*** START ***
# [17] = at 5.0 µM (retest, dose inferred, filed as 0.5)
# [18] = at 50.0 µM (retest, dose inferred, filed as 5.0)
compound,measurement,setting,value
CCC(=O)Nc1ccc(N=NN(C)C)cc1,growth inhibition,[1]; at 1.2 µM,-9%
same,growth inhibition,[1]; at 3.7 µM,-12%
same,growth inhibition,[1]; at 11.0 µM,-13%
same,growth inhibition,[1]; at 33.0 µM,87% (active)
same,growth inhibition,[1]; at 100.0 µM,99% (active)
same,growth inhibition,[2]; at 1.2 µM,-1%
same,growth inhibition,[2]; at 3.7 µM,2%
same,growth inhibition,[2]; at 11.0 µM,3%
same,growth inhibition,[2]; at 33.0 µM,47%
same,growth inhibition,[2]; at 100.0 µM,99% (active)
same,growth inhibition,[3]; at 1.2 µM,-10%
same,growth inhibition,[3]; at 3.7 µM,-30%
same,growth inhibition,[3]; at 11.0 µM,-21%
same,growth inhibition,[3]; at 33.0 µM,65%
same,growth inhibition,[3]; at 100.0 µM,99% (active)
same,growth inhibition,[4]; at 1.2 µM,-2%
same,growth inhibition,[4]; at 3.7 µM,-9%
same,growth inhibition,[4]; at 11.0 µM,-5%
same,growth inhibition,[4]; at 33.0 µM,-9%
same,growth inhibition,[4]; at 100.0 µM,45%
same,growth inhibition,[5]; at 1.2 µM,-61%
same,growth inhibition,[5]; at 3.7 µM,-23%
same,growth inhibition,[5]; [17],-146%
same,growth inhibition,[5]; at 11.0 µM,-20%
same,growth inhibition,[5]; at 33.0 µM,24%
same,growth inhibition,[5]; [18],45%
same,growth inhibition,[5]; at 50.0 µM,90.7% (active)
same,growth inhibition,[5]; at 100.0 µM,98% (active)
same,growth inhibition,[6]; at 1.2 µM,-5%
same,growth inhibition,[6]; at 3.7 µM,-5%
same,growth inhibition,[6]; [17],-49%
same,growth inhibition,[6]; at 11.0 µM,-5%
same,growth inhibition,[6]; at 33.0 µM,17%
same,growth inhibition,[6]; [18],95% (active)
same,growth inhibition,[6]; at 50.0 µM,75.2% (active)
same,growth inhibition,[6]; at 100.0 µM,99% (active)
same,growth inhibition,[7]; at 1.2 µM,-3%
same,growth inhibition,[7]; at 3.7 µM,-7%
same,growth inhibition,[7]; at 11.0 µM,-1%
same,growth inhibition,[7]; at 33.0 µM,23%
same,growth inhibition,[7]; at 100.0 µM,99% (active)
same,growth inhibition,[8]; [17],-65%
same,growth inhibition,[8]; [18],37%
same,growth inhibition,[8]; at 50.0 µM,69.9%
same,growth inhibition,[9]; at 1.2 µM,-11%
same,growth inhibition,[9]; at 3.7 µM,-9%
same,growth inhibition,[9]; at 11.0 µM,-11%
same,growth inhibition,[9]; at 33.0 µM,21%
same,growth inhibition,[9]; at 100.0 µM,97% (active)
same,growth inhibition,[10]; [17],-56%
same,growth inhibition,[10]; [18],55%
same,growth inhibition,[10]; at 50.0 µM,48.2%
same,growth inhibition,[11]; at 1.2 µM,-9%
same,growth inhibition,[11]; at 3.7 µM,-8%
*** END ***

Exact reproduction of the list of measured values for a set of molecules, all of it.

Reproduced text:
# [17] = at 5.0 µM (retest, dose inferred, filed as 0.5)
# [18] = at 50.0 µM (retest, dose inferred, filed as 5.0)
compound,measurement,setting,value
CCC(=O)Nc1ccc(N=NN(C)C)cc1,growth inhibition,[1]; at 1.2 µM,-9%
same,growth inhibition,[1]; at 3.7 µM,-12%
same,growth inhibition,[1]; at 11.0 µM,-13%
same,growth inhibition,[1]; at 33.0 µM,87% (active)
same,growth inhibition,[1]; at 100.0 µM,99% (active)
same,growth inhibition,[2]; at 1.2 µM,-1%
same,growth inhibition,[2]; at 3.7 µM,2%
same,growth inhibition,[2]; at 11.0 µM,3%
same,growth inhibition,[2]; at 33.0 µM,47%
same,growth inhibition,[2]; at 100.0 µM,99% (active)
same,growth inhibition,[3]; at 1.2 µM,-10%
same,growth inhibition,[3]; at 3.7 µM,-30%
same,growth inhibition,[3]; at 11.0 µM,-21%
same,growth inhibition,[3]; at 33.0 µM,65%
same,growth inhibition,[3]; at 100.0 µM,99% (active)
same,growth inhibition,[4]; at 1.2 µM,-2%
same,growth inhibition,[4]; at 3.7 µM,-9%
same,growth inhibition,[4]; at 11.0 µM,-5%
same,growth inhibition,[4]; at 33.0 µM,-9%
same,growth inhibition,[4]; at 100.0 µM,45%
same,growth inhibition,[5]; at 1.2 µM,-61%
same,growth inhibition,[5]; at 3.7 µM,-23%
same,growth inhibition,[5]; [17],-146%
same,growth inhibition,[5]; at 11.0 µM,-20%
same,growth inhibition,[5]; at 33.0 µM,24%
same,growth inhibition,[5]; [18],45%
same,growth inhibition,[5]; at 50.0 µM,90.7% (active)
same,growth inhibition,[5]; at 100.0 µM,98% (active)
same,growth inhibition,[6]; at 1.2 µM,-5%
same,growth inhibition,[6]; at 3.7 µM,-5%
same,growth inhibition,[6]; [17],-49%
same,growth inhibition,[6]; at 11.0 µM,-5%
same,growth inhibition,[6]; at 33.0 µM,17%
same,growth inhibition,[6]; [18],95% (active)
same,growth inhibition,[6]; at 50.0 µM,75.2% (active)
same,growth inhibition,[6]; at 100.0 µM,99% (active)
same,growth inhibition,[7]; at 1.2 µM,-3%
same,growth inhibition,[7]; at 3.7 µM,-7%
same,growth inhibition,[7]; at 11.0 µM,-1%
same,growth inhibition,[7]; at 33.0 µM,23%
same,growth inhibition,[7]; at 100.0 µM,99% (active)
same,growth inhibition,[8]; [17],-65%
same,growth inhibition,[8]; [18],37%
same,growth inhibition,[8]; at 50.0 µM,69.9%
same,growth inhibition,[9]; at 1.2 µM,-11%
same,growth inhibition,[9]; at 3.7 µM,-9%
same,growth inhibition,[9]; at 11.0 µM,-11%
same,growth inhibition,[9]; at 33.0 µM,21%
same,growth inhibition,[9]; at 100.0 µM,97% (active)
same,growth inhibition,[10]; [17],-56%
same,growth inhibition,[10]; [18],55%
same,growth inhibition,[10]; at 50.0 µM,48.2%
same,growth inhibition,[11]; at 1.2 µM,-9%
same,growth inhibition,[11]; at 3.7 µM,-8%